STEAM learning can also help to improve pupils’ communication and encourage them to collaborate on projects or tasks. The performing arts, like dance and drama, can improve communication skills and encourage pupils to express themselves. They can inspire pupils to be more well-rounded individuals, and is something we encourage at our schools. Drama is just one of the many co-curricular and extracurricular activities we offer at Aldenham, along with other performing arts like music. Through drama, we aim to guide our pupils to be better communicators and explore their imagination, while music can teach important skills like time management and discipline. At Aldenham School, we offer our pupils state-of-the-art facilities – they all have the opportunity to take to the stage and perform in our purpose-built theatre, or even work backstage as lighting or sound technicians.
How STEAM Can Set Pupils Up For Life
As well as imparting valuable life skills, the subjects included in STEAM learning can help prepare pupils for further education, and give them marketable skills they can use in their careers once they leave college or university. In fact, a STEAM education can prove to be far more valuable than a STEM education – a study by the National Endowment for the Arts found that pupils who’d attended a school with a STEAM curriculum were 21% more likely to attend college when compared to others who lacked an arts education. By offering pupils a more well-rounded education, it gives them a better chance at getting into universities. The institutions are looking for students with a more versatile knowledge base rather than being skilled at just one subject, which is why we at Aldenham believe in offering our pupils an all-round education, and encouraging them to grow up to be both well-balanced and self-motivated.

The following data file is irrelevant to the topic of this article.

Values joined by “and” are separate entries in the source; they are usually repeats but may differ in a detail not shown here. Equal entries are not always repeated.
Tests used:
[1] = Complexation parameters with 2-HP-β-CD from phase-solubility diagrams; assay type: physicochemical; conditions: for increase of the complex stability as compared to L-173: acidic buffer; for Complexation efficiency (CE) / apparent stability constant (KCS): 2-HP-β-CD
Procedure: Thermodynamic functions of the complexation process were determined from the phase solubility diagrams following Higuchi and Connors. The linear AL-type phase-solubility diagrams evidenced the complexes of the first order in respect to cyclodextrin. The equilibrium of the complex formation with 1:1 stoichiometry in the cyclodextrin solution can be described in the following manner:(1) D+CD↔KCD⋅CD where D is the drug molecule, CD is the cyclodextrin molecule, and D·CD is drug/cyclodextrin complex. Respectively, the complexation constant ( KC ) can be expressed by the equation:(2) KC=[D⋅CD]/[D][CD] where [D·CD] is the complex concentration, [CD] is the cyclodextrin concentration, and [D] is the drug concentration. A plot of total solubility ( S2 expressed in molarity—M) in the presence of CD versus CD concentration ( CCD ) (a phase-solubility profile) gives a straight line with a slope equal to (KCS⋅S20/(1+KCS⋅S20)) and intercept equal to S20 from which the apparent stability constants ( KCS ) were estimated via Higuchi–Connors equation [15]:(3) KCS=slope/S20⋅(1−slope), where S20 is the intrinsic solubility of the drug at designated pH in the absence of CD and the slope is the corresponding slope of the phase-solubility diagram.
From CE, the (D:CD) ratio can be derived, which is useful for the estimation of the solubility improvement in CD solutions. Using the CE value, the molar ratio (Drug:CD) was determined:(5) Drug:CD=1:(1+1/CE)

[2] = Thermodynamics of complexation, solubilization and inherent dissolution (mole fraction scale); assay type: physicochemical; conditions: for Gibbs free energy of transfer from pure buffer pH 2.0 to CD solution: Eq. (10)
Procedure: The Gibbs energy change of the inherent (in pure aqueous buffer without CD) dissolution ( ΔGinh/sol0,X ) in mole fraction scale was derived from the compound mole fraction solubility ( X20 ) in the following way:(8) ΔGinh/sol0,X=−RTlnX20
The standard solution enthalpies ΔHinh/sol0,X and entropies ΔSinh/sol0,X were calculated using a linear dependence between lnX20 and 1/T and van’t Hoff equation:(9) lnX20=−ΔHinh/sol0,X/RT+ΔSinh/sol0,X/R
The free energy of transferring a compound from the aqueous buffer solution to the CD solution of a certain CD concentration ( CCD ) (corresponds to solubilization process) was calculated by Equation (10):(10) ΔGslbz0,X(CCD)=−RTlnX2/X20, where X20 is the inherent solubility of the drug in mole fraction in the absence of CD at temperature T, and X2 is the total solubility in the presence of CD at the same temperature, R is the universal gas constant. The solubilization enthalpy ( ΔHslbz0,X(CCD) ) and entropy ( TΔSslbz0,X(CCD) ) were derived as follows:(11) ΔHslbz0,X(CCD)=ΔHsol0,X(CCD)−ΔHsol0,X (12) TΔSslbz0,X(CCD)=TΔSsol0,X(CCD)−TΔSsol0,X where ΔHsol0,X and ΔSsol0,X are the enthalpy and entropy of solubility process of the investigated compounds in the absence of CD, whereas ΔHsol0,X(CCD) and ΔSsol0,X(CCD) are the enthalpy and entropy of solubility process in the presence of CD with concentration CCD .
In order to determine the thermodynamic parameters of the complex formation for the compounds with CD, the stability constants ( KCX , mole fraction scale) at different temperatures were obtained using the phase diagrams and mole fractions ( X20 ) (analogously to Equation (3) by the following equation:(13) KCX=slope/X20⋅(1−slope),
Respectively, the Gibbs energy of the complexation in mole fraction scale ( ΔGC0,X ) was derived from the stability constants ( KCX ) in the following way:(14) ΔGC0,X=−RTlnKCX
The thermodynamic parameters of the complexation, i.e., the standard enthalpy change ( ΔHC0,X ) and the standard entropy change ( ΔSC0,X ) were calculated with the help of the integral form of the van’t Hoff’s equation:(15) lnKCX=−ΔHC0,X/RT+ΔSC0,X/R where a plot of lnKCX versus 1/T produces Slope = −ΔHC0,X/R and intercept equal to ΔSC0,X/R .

A STEAM education can give pupils better job prospects. There’s a growing demand for people with STEM or STEAM skills – the US Bureau of Labor has predicted that STEM occupations will grow by around 8% by 2029. Even if they don’t end up going on to work in a STEAM-related field, they can still put the skills they’ve learned to good use – this learning framework can benefit them in both their personal and professional lives. At every one of our Aldenham schools, we believe in looking to the future to set our pupils up for success, and regularly train our staff in new teaching methods designed to help our pupils as best we can.
Although it’s impossible to say for sure what jobs will be available to our pupils in the future, a STEAM education is one of the best ways of preparing them for life after they graduate. It can give them the knowledge and skills they need to think outside the box, both creatively and critically. A STEAM education can empower pupils and give them invaluable skills. To find out more about our academic programme, and how we cater to our pupils’ individual needs, take a look at the Aldenham UK website.